Observation of wavelength-sensitive mass-independent sulfur isotope effects during SO2 photolysis: Implications for the early atmosphere
Article first published online: 21 SEP 2012
Copyright 2001 by the American Geophysical Union.
Journal of Geophysical Research: Planets (1991–2012)
Volume 106, Issue E12, pages 32829–32839, 25 December 2001
How to Cite
2001), Observation of wavelength-sensitive mass-independent sulfur isotope effects during SO2 photolysis: Implications for the early atmosphere, J. Geophys. Res., 106(E12), 32829–32839, doi:10.1029/2000JE001437., , , and (
- Issue published online: 21 SEP 2012
- Article first published online: 21 SEP 2012
- Manuscript Accepted: 5 JUN 2001
- Manuscript Received: 4 DEC 2000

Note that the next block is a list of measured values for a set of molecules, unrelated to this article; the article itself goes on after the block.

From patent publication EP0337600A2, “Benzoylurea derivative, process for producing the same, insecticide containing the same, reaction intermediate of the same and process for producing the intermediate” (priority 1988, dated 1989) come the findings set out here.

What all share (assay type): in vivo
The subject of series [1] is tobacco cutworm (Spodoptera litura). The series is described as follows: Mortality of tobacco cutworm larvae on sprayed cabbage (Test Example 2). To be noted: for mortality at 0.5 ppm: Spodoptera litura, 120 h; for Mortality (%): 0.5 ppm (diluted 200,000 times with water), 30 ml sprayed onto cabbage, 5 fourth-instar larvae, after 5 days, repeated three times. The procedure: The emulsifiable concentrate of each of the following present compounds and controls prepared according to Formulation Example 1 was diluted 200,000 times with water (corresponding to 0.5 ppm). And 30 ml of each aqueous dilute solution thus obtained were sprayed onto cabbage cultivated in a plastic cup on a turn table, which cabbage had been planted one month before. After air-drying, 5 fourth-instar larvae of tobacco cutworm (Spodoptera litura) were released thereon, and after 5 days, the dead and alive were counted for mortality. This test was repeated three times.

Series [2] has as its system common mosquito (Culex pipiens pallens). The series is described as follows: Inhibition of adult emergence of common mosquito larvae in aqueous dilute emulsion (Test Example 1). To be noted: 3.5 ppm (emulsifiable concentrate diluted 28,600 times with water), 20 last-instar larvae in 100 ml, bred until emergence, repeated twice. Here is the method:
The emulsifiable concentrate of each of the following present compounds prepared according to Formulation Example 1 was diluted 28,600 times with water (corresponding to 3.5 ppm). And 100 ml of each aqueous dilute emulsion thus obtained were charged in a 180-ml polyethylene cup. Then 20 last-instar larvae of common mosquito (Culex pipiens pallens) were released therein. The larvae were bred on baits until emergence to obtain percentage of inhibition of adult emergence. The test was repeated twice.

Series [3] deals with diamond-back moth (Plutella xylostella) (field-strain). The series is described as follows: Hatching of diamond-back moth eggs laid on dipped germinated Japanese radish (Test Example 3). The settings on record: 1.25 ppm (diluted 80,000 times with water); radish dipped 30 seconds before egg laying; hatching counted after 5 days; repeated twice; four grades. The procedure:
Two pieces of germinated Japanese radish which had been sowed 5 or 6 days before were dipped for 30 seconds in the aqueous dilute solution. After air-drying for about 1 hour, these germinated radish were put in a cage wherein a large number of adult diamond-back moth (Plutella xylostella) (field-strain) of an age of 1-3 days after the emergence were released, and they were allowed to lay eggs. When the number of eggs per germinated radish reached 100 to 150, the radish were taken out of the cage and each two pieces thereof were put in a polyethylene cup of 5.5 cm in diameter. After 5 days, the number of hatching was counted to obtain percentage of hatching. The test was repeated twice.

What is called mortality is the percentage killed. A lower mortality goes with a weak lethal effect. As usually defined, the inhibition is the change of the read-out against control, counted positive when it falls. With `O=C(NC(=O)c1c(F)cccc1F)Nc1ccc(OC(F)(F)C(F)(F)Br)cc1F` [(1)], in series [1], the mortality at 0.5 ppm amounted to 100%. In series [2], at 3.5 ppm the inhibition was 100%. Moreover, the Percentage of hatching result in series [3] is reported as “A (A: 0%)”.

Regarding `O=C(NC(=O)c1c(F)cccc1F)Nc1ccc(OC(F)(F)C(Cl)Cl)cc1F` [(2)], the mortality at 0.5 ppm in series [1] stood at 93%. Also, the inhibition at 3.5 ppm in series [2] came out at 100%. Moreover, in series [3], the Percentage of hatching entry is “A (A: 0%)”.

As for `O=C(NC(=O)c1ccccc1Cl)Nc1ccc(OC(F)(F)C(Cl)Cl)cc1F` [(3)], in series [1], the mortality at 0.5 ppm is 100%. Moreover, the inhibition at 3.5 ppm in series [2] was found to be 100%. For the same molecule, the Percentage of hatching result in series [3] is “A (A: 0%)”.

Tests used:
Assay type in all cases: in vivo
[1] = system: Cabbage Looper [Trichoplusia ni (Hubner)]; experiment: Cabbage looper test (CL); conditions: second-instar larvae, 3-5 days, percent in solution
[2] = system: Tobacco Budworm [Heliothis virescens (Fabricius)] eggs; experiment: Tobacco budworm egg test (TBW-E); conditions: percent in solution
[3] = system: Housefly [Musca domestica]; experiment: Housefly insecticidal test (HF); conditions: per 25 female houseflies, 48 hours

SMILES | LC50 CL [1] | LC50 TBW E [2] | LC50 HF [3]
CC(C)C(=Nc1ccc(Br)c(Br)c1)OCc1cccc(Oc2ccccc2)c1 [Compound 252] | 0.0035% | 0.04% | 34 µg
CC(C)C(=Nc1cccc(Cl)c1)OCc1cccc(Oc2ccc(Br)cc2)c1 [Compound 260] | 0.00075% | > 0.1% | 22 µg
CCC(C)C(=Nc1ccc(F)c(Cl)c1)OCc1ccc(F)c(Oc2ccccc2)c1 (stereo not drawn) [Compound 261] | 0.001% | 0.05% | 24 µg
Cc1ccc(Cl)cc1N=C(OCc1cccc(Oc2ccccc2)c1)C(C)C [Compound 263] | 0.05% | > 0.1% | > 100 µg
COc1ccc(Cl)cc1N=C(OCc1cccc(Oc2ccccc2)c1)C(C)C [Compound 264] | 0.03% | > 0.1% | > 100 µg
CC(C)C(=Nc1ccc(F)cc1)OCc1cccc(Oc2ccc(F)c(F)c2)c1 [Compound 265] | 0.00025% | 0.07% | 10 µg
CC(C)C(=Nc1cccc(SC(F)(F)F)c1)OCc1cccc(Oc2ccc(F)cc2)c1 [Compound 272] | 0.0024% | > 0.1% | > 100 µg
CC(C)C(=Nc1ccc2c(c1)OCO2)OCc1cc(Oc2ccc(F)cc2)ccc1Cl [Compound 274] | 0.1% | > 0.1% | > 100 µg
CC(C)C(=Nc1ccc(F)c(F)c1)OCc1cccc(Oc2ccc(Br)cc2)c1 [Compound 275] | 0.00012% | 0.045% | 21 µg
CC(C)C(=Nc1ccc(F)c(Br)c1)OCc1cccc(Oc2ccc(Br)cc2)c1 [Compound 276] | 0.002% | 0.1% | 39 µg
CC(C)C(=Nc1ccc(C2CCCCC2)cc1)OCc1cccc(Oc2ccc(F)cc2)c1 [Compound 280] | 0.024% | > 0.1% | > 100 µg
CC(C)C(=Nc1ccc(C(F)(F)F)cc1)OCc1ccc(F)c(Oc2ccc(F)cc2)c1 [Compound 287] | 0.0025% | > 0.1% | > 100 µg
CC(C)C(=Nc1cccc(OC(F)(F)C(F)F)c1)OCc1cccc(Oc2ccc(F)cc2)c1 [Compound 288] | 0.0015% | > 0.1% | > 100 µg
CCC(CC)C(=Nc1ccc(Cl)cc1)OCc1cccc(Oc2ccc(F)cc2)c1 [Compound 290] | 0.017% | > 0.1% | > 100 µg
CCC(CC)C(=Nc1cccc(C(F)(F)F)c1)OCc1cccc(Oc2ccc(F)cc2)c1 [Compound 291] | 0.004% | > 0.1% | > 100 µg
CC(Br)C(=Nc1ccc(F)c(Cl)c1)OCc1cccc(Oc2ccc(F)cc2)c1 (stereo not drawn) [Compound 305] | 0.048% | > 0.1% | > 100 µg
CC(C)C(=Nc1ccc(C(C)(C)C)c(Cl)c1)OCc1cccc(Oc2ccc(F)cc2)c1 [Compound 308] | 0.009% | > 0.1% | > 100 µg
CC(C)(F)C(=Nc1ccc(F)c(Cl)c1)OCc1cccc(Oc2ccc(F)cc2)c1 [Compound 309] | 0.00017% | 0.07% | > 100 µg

Mass-independent isotopic signatures for δ33S, δ34S, and δ36S produced in the photolysis of sulfur dioxide exhibit a strong wavelength dependence. Photolysis experiments with three light sources (ArF excimer laser (193 nm), mercury resonance lamp (184.9 and 253.7 nm), and KrF excimer laser (248 nm)) are presented. Products of sulfur dioxide photolysis undertaken with 193-nm radiation exhibit characteristics that are similar to sulfur multiple-isotope data for terrestrial sedimentary rock samples older than 2450 Ma (reported by Farquhar et al. [2000a]), while photolysis experiments undertaken with radiation at other wavelengths (longer than 220 nm and at 184.9 nm) exhibit different characteristics. The spectral window between 190 and 220 nm falls between the Schumann-Runge bands of oxygen and the Hartley bands of ozone, and its absorption is therefore more sensitive to changes in altitude and atmospheric oxygen content than neighboring wavelengths. These two observations are used to suggest a link between sulfur dioxide photolysis at 193 nm and sulfur isotope anomalies in Archean rocks. This hypothesis includes the suggestion that UV wavelengths shorter than 200 nm penetrated deep in the Earth's atmosphere during the Archean. Potential implications of this hypothesis for the chemistry, composition, and UV absorption of the atmosphere are explored. We also explore the implications of these observations for documentation of bacterial sulfur metabolisms early in Earth's history.